The world must show concern, help alleviate suffering in Syria
By Editorial | September 28th 2015
The Syrian crisis, which started in March 2011, has not only portrayed the world as uncaring, it has specifically exposed some European countries as unmoved by the human suffering caused by this senseless war. The hordes of tired and often hungry men, women and children seeking asylum in Europe is heart-rending. The world must rally together to offer them comfort.
Almost the entire Middle East and parts of Africa are experiencing turmoil occasioned by religious fundamentalists, particularly the Islamic State fighters, alternately known as the ISIS. This group grew rapidly in the period following the ouster and killing of Saddam Hussein after American forces invaded Iraq in 2003.
The ISIS and other Islamic fighters are said to get their sophisticated weapons from unscrupulous arms dealers in the West. To some extent therefore, the Western world inadvertently aided the ISIS in their exponential growth. It would thus be fair to innocent victims if Europe temporarily accommodated them as a permanent solution to the crisis is being sought.
To us in East Africa, the war might seem like a far-off occurrence, but the large displacement of people is threatening world peace and social order. It might at some point seriously affect oil production, with disastrous consequences to countries that rely on oil from the Middle East to run their economies. The United Nations Commissioner for Refugees ( UNHCR) says countries like Turkey, Germany, Lebanon, Jordan, and Iraq have had to take in more than 3 million Syrian refugees from as far back as 2012 when people started fleeing a war that appears to have reached its climax.
UNHCR estimates show that over 100,000 people have died in the Syrian war since it started and more than 6.5 million have been displaced internally. Consequently, these people need urgent emergency assistance, which saw Pope Francis I call on Catholics and everybody else and the world at large to offer help while decrying the activities of arms dealers who continue to fuel the crisis.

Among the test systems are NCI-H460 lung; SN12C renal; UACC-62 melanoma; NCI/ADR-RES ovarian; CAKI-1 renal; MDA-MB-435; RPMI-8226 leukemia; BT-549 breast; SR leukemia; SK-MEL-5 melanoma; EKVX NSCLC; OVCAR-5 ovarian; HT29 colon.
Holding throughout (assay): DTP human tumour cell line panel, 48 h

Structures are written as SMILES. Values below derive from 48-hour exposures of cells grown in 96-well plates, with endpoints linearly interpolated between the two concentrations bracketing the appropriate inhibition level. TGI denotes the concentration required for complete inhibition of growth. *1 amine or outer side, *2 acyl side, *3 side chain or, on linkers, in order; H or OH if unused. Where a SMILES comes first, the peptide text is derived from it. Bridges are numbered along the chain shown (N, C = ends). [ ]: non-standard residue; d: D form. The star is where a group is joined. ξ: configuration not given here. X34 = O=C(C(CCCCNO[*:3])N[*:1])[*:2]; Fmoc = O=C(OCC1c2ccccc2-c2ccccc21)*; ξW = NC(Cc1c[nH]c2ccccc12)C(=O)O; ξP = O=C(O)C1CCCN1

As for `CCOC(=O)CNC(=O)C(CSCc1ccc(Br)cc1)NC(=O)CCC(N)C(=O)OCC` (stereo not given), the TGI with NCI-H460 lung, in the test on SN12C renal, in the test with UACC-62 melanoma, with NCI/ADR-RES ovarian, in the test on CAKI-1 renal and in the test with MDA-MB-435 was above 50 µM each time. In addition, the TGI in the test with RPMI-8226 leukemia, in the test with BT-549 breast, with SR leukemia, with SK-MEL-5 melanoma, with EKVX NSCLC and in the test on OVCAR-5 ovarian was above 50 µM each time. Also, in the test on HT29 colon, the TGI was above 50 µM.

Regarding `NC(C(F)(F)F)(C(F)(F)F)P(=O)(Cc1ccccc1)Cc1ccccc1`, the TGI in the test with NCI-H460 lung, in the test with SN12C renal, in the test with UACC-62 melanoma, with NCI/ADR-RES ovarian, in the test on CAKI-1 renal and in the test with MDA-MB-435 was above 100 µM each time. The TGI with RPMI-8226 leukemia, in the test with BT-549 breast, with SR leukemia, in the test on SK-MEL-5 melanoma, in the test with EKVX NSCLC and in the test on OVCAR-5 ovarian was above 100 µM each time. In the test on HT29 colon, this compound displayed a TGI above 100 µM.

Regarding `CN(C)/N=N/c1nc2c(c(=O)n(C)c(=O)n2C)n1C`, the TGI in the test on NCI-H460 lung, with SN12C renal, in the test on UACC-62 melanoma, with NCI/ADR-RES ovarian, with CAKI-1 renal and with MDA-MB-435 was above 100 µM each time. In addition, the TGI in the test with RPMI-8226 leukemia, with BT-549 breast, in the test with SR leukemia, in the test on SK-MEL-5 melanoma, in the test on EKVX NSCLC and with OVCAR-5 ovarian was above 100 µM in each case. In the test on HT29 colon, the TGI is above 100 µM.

Religious fundamentalism is threatening the entire world. In Nigeria, Boko Haram is wreaking havoc on large populations.
Back home, we have seen a number of youths, especially from the coastal region, join the ranks of Al Shabaab with disastrous results. Kenya has been a target of terrorist attacks as witnessed in the Westgate shopping mall attack, Mpeketoni, Mandera and Garissa university attacks. Several African Mission soldiers in Somalia have lost their lives even as citizens of Somalia live in constant fear. In October last year, 366 Eritreans fleeing hardship in their country died in a boat mishap near the Italian island of Lampedusa.
This must stop, but it can only be stopped if the entire world, each country in its own individual way, acts to confront growing Islamic fundamentalism. Not all the immigrants finding their way to countries within Africa and Europe are genuine refugees.
Some could even be ISIS recruits and fighters seeking to set up base in those countries and operate from within. This should provide the impetus to vigorously seek out the miscreants in society and give the world some peace.
Russia has sent its forces into Syria to lend a hand to the besieged Bashar-al-Assad regime. We can only hope suspicion between NATO and Russia will not stand in the way of seeking an end to human suffering in Syria and the entire world.
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